Wolverines coach Rich Rodriguez, right, tried to quell any talk of friction after Saturday's defeat. (John T. Greilick / The Detroit News)
Iowa City, Iowa -- Michigan coach Rich Rodriguez tried his best to paint a rosy picture after Saturday's 30-28 loss to Iowa. If you listened to Rodriguez address the media, all is well in the land of maize and blue. But it is not.
There is something wrong with this brew. The chemistry is not as strong as it should be and it is one of the reasons doubts are hovering over this program.
Did freshman quarterback Tate Forcier have harsh words with his coach on the sideline? We don't know what was said. We only know there were animated conversations between the two.
Are the Wolverines placing their defensive players in a bad scheme that will foster failure rather than success? Rodriguez said that is not the case, but it sure looks like it.
Rodriguez is likely to use Sunday to do some damage control. He will talk to Forcier and try to patch things up. The next time he talks to the media he will be all smiles and tell us we are trying to find negatives about the program.
We simply want the truth. But I understand the old sporting mantra that what goes on in the room stays in the room. Rodriguez does not want dirty laundry out in public, and I do not blame him.
He was besieged with quarterback questions Saturday because reporters want to know what is going on with him and Forcier, his star quarterback.
Did Forcier sit because he was hurt? Did Rodriguez do it to punish Forcier or was Rodriguez telling the truth when he said he was trying to get a spark at that position?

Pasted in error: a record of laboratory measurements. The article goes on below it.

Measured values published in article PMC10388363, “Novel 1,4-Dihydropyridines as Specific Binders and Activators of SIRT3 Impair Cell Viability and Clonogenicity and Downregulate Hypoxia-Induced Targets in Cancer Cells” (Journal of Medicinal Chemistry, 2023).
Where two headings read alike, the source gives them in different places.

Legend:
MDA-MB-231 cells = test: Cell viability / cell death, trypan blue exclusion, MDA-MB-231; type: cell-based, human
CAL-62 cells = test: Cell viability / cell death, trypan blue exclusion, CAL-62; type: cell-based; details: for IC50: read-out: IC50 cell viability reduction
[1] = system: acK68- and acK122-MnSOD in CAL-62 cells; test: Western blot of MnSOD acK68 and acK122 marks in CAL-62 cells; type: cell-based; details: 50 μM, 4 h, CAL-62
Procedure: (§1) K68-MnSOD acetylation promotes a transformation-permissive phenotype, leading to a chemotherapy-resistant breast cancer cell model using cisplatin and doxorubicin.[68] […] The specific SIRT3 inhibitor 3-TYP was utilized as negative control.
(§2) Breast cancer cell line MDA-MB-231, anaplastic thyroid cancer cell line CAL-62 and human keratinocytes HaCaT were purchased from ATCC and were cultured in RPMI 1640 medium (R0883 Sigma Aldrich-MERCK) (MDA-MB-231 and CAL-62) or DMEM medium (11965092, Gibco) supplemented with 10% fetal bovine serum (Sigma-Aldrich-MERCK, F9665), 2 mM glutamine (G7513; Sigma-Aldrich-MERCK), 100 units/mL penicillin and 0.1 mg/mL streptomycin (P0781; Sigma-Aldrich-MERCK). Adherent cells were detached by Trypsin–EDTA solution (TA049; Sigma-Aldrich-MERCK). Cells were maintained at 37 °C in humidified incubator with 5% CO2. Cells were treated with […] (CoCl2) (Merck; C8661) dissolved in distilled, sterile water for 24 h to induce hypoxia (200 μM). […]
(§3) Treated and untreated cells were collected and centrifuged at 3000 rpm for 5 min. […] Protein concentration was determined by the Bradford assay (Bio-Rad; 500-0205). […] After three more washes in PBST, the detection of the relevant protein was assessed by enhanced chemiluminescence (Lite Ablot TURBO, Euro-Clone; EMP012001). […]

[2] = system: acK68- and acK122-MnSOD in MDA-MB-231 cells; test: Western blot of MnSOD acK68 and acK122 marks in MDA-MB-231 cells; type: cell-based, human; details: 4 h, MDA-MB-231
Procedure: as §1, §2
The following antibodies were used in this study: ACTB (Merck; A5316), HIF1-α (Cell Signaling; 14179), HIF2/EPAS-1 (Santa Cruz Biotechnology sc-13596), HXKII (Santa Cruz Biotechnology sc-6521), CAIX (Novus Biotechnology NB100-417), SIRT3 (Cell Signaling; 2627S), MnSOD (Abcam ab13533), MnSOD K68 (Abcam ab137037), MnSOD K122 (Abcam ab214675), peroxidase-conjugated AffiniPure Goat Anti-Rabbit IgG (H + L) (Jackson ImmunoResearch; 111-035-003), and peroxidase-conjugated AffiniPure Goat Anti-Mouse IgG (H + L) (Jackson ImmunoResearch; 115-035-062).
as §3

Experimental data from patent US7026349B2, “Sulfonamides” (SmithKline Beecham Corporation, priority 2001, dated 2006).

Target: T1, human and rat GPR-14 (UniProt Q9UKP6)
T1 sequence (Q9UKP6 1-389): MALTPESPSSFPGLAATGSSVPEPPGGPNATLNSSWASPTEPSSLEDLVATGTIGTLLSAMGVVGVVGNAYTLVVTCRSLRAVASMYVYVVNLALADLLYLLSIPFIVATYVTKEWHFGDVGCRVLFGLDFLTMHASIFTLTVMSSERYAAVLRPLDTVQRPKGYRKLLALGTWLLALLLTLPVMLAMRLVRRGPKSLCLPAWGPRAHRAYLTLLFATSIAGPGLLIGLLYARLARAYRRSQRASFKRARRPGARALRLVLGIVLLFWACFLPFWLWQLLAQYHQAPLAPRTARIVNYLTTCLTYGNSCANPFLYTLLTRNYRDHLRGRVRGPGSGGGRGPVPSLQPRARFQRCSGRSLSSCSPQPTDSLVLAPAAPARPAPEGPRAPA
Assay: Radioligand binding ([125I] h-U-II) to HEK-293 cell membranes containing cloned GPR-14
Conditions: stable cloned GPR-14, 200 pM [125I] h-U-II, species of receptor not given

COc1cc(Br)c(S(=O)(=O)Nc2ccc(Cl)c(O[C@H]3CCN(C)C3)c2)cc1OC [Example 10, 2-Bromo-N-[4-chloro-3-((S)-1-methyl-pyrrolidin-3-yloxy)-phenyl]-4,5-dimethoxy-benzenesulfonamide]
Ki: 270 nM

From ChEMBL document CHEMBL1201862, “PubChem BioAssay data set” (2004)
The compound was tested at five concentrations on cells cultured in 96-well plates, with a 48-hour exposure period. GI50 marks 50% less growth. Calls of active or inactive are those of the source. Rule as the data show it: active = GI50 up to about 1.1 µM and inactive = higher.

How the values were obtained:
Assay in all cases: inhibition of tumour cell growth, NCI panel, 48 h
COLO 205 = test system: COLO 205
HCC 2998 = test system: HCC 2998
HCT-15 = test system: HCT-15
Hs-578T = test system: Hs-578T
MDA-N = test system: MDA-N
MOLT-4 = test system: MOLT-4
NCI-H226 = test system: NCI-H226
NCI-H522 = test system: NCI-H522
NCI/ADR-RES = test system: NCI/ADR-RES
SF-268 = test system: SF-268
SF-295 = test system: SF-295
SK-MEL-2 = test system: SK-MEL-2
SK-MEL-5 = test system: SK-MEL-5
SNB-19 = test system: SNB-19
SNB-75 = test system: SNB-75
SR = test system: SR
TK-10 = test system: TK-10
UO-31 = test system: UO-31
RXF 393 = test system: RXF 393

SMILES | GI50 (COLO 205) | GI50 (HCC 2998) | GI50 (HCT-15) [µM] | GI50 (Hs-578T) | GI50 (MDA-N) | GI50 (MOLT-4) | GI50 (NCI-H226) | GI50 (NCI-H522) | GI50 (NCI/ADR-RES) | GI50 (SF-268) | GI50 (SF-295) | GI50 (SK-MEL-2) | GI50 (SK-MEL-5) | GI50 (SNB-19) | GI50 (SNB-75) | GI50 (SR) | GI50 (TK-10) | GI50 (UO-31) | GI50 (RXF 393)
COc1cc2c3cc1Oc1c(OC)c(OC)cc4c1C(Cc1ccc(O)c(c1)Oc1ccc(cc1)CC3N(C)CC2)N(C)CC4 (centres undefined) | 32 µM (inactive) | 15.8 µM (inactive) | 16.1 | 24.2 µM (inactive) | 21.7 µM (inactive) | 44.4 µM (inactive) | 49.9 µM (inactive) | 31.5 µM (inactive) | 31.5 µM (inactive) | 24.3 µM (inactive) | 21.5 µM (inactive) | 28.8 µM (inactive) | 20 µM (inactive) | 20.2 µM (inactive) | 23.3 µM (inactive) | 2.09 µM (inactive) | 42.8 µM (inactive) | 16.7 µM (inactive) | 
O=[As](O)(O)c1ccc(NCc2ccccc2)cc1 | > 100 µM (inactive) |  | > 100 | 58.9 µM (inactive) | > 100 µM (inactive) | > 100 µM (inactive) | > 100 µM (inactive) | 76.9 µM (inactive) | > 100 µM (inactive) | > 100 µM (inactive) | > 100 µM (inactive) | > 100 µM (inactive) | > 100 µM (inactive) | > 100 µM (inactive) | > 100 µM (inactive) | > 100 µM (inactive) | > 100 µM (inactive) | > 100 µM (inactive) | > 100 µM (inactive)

Change was needed
Quite frankly Rich Rod made a mistake by not going to Robinson sooner. The Wolverines needed a spark at that position after Forcier began throwing the ball all over the place and stopped making smart plays.
I usually am not a proponent of two-quarterback systems but Michigan is tailor-made for that. Forcier should remain the starter, but Robinson needs to be in on 30-35 percent of snaps.
The Wolverines were dead and buried until Robinson came into the game late in the fourth quarter. He changed the tempo and had the Hawkeyes' defense on its heels. It needed a series to adjust to him. By the time the Hawkeyes did, a nine-point lead had been sliced to two.
It was too little, too late. Who knows? Maybe if Rodriguez made the move earlier, Michigan pulls off the upset.
"We talked about putting Denard in earlier," Rodriguez said.
But they didn't have the fortitude to make that move. Would they have won with Robinson in sooner?
Confusion of defense
The main problem with Michigan is lack of chemistry on defense. Players still do not know one another and they do not appear to trust the scheme. I know teams are going to give up touchdowns during the course of a game. But some of the touchdowns Michigan surrendered were ridiculous.
The two touchdowns by slow-footed Iowa tight end Tony Moeaki, for example. They came on similar plays. Michigan blitzed. Moeaki delayed his route, and when he was 10 yards off the line of scrimmage there was no one within 10 yards.
"I'm not sure what the read was," Moeaki said. "I was wide open and to be honest I just jogged it in."
He went on to praise some of his blockers, but you should never be able to jog in touchdowns from 34 and 42 yards in the Big Ten.
Once again it is a case where Michigan players were confused as to what scheme they were in. That comes down on the coaches.
Last season the Michigan defensive coaches let their players down. It is happening again.
Next week, all will be great with Michigan because it faces Delaware State. But there are demons buried in this program, and we might see them again when Penn State rolls into Ann Arbor.
What's going on with Michigan's program?
I am not sure.
But something does not smell right.